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A lot of the artists I’ve worked with had never made pipes before. I’d get stoned and go on on Instagram looking for any ceramic artists that had a beautiful aesthetic and just emailed them asking “would you make a pipe?” Most of them said yes and now I’m seeing their work in so many other stores, that makes me so happy. It was rad to give them a platform that jump-started their career in cannabis. And also, they felt really open to talk about cannabis which was cool.

It was a little scary because I didn’t know how people would react to a stranger asking them to make a pipe. I made sure my brand deck was so on-point that there couldn’t be any doubts or questions to what I was creating. I didn’t want these artists thinking the project was sketchy and because of that deck, people were on board the second they saw what I was creating. I was scared! But after a year I found a bunch of artists that love weed and make beautiful shit.


How did the War on Drugs t-shirt come about?

I was at a spot with Shaw where I was uninspired. It’s supposed to be an inclusive space for everyone and I didn’t know how to navigate it so I sat down with one of our head designers at LuluLemon for advice. He said;

“Design something that is accessible, maybe wearable, and donate that money. Have it say what you want it to say.”

I  thought only a few people would buy it, then it went ‘vira'l’ and we were able to donate money. It’s such a great feeling that there’s work to be done and people want to be in the work and help, you just have to give them the opportunity and show them where the money goes. This industry is racist and problematic… put it on a shirt! Donate the money!

What are you proud about right now?

I’m in a space of transition in life, career and a lot of things. I feel really good about it. I was crying most nights thinking “I’m 26, I’m scared, I don’t know what I’m doing” and I felt lost. I went home for vacation to our beach house recently and when I got back I thought “I’m moving South, I’m buying a house, I’m elevating the cannabis scene there. I’m going to smoke my weed and wear flowing skirts.”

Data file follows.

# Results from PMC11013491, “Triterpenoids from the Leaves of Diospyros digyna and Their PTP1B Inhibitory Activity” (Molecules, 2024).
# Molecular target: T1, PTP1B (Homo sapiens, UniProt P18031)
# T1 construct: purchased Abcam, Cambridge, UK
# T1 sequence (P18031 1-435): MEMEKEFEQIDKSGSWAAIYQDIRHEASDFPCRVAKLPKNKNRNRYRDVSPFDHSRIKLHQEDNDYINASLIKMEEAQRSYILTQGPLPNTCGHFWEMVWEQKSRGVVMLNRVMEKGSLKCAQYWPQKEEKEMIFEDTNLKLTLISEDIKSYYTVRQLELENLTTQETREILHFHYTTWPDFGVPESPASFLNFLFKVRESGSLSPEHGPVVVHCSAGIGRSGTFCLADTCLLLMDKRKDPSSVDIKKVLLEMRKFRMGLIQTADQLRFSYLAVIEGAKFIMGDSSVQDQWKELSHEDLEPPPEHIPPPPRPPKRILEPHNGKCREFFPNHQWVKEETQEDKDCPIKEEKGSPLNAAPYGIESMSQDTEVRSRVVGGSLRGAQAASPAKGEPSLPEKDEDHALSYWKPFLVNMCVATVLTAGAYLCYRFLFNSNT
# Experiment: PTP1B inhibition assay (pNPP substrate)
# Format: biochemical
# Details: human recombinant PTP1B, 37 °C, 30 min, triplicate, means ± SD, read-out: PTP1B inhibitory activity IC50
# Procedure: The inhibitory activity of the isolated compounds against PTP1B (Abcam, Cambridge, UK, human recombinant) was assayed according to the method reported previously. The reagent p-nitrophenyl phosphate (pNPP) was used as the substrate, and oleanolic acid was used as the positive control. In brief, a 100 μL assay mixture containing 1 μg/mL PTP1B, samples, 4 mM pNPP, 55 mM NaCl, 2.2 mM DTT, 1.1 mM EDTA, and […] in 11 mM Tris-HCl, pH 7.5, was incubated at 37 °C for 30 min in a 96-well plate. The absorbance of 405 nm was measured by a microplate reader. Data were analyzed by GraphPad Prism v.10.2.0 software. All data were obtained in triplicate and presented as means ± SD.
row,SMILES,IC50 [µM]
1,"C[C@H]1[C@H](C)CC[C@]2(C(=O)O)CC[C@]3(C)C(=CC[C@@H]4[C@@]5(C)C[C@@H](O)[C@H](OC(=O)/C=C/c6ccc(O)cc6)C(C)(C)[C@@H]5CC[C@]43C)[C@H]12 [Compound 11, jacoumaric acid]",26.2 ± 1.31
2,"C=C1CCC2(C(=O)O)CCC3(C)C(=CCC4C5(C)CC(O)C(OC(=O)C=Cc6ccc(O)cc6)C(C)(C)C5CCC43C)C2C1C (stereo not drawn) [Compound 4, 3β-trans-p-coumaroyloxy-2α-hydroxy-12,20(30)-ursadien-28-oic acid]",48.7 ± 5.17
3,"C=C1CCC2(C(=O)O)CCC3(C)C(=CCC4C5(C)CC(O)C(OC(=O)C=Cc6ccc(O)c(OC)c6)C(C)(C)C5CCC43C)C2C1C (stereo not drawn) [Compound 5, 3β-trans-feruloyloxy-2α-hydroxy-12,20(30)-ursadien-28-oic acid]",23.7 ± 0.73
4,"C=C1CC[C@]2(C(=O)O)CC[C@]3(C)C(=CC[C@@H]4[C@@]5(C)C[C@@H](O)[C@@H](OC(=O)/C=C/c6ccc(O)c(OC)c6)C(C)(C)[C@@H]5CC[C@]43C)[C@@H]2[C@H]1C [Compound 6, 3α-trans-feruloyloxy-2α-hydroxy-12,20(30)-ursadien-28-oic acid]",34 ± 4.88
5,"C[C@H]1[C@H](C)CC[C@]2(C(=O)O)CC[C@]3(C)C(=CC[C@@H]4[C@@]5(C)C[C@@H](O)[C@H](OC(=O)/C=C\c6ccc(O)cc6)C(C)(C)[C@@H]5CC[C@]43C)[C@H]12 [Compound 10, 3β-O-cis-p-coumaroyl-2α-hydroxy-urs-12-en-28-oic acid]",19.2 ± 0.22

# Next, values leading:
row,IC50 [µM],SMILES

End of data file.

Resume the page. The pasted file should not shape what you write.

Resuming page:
I’m proud of being self aware of burning out before I actually do and acknowledging a transition not as a failure, but a shift for the better. There’s a cannabis scene in Savannah with SCAD (savannah college for art & design) but it needs to developed and I’m excited to build it out there.

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What do you like using? Any favorite brands?

Pure Beauty, hands down. I had that cigarette joint at the one year anniversary of Shaw and people still talk about it. It burns fast and you’re done and you just say “thank you.” I want a preroll to hit me, last and feel really good. Hate it when a preroll makes me sick and too high. It’s gorgeous and good weed. The brand is LA and New York so of course it’s going to be perfect.

For CBD, Tonic, duh, no brainer. Will stan Brittany forever. For topicals I love the Chronic Tonic roll on, my mom has arthritis and it’ has helped her not use Tylenol. I trust a brand that’s community driven with a good product. Kiskanu body ointment is so nice and it smells amazing. I also love Barbari because I can cut my weed with it and people think I’ve made this amazing joint but it’s just masking how terrible I am at rolling.

 
 
 
Maya Shaw